The Display menu includes basic luminance controls and the seven picture presets. User is the default and best starting point for calibration, which is needed. I looked for an sRGB setting and found it among the color temp options, but it doesn’t reduce gamut volume from the native size. You’ll be seeing almost 98% of DCI-P3 for all content, which for most users, isn’t a bad thing. The M27PG135F is extremely colorful.

There are five color temps and four gamma presets. The gammas are accurately labeled; set 2.2 and you get 2.2. The default color temp is quite cool in tone, so you’ll want to opt for user and its RGB sliders. More on that later. The Low Blue Light option has three levels to dial in a warmer picture for less eye fatigue.

Gaming Setup includes video processing options and Game Plus, which has a timer, aiming point and refresh rate indicator. The overdrive is excellent with three levels. The low setting produces very high motion resolution, no blur, and no artifacts. If you prefer a backlight strobe, it’s there once you turn off Adaptive-Sync. It is well-engineered with no phasing artifacts. This is quite rare in my experience. Very few gaming monitors have a usable backlight strobe. The M27PG135F’s cuts brightness by almost 50%, but if you want a completely smooth experience, it’s available here.

You must first set the HDR switch to Auto to render HDR content. HDR10 is supported but there is no dimming available to increase contrast. Dynamic range is about the same as SDR, but the wide color gamut is used effectively to increase saturation. In this menu, you can turn off the LEDs and manage the KVM settings as well. The USB hub can be anchored by either the USB-B upstream port or USB-C input.

RCA M27PG135F Calibration Settings

The M27PG135F comes out of the box in its User picture mode, which has a cool white point and color that’s a bit off the mark. Luckily, gamma is nearly perfect at the default 2.2 setting. I selected the User color temp and adjusted the RGB sliders for a huge improvement. I also had to reduce the contrast control to solve a highlight clipping issue. The result is quite good and actual contrast is not reduced. Try the settings below to optimize your M27PG135F.

For HDR signals, all picture controls are grayed out. I found some coolness there as well but not enough to cause concern. Luminance and color tracking are quite close to the mark, so the overall effect is slightly more impactful than SDR. There is no field dimming option to help increase contrast, so the ratio is the same for HDR and SDR, around 1,000:1.

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Picture ModeUser
Brightness 200 nits51
Brightness 120 nits27
Brightness 100 nits22
Brightness 80 nits16
Brightness 50 nits8 (min. 20 nits)
Color Temp UserRed 53, Green 48, Blue 48

 Gaming and Hands-on

With no frame of reference from other products, I had yet to learn what to expect from an RCA gaming monitor. But once I started playing games on it, I realized I had something of a sleeper on my hands. Who would think of RCA when shopping for a gaming monitor? After a few days of play, I strongly suggest you do.

The M27PG135F makes the most of its 240 Hz with one of the very best overdrives I’ve experienced. It is easily the equal of the Dough Spectrum in its precision. Not only is it completely free of artifacts, but at 240fps, its smoothness and motion resolution are next-level. And with super low input lag, even a 360 or 500 Hz monitor might not be worth paying extra for. This monitor really is that good. Competition gamers will want to take a look for sure.

HDR was a mixed bag for me. On one hand, it didn’t offer any more contrast than SDR because there was no dimming. And the deepest shadow areas are a tad light. I could tweak some improvements using Doom Eternal’s adjustments, but other games like Call of Duty WWII were less impactful. That’s not to say they didn’t look good; they just didn’t have any more dynamic range than SDR.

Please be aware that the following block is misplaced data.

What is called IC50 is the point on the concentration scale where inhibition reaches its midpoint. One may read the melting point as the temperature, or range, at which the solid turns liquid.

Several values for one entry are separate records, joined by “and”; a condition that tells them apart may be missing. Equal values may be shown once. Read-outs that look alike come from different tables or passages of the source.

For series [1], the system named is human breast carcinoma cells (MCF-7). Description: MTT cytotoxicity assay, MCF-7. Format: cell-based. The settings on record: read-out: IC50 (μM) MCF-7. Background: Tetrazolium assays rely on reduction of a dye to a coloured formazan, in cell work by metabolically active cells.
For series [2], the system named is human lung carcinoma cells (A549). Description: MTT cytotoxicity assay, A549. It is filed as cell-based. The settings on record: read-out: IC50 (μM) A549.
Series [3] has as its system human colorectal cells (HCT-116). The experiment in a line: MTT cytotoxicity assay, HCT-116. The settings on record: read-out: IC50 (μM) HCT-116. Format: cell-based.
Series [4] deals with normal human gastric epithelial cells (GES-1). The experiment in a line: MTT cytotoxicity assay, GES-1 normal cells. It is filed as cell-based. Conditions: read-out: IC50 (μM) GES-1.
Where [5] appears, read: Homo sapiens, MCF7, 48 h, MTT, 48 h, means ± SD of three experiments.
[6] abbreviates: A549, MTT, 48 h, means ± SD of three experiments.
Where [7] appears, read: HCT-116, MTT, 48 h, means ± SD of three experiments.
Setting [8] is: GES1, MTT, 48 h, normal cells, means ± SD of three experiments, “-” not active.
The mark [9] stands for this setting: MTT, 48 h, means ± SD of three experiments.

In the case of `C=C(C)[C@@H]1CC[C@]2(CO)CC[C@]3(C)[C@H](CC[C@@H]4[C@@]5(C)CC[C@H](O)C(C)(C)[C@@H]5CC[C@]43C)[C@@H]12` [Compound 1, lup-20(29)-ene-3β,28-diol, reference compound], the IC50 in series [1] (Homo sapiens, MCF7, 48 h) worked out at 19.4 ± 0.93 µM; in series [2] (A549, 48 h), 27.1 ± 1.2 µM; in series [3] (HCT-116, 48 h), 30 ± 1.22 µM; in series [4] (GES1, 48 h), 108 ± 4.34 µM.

On the other hand, the M27PG135F has more color volume than its competitors, and that was plain to see. Greens were especially well done because it covers all of that primary color. Most wide-gamut screens come up short there. And color tracking was spot on, which meant fine detail was clear in all areas of the image. And since motion resolution was so high, it didn’t matter how fast movement became. I could always resolve textures in foreground objects and fine bits in distant backgrounds.

Working in productivity apps was comfortable and efficient. There is enough contrast and light output to make documents easy to read, even when the type is very small. 109ppi is enough pixel density to make the dot structure invisible, even up close. Graphics and photos rendered vividly thanks to that enormous color gamut. I did wish for an sRGB mode when working in Photoshop, but I suspect few users will share my complaint. The M27PG135F is extremely colorful.

Takeaway: Though I wished for more contrast (OK, I’m spoiled by VAs and OLEDs), and an sRGB mode, the M27PG135F’s gaming performance more than makes up for it with super low input lag and best-in-class video processing. It’s a true sleeper among gaming monitors and I suspect when enough people talk about it online, RCA will sell a lot of them.

MORE: Best Gaming Monitors

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Christian Eberle
Contributing Editor

Christian Eberle is a Contributing Editor for Tom's Hardware US. He's a veteran reviewer of A/V equipment, specializing in monitors. Christian began his obsession with tech when he built his first PC in 1991, a 286 running DOS 3.0 at a blazing 12MHz. In 2006, he undertook training from the Imaging Science Foundation in video calibration and testing and thus started a passion for precise imaging that persists to this day. He is also a professional musician with a degree from the New England Conservatory as a classical bassoonist which he used to good effect as a performer with the West Point Army Band from 1987 to 2013. He enjoys watching movies and listening to high-end audio in his custom-built home theater and can be seen riding trails near his home on a race-ready ICE VTX recumbent trike. Christian enjoys the endless summer in Florida where he lives with his wife and Chihuahua and plays with orchestras around the state.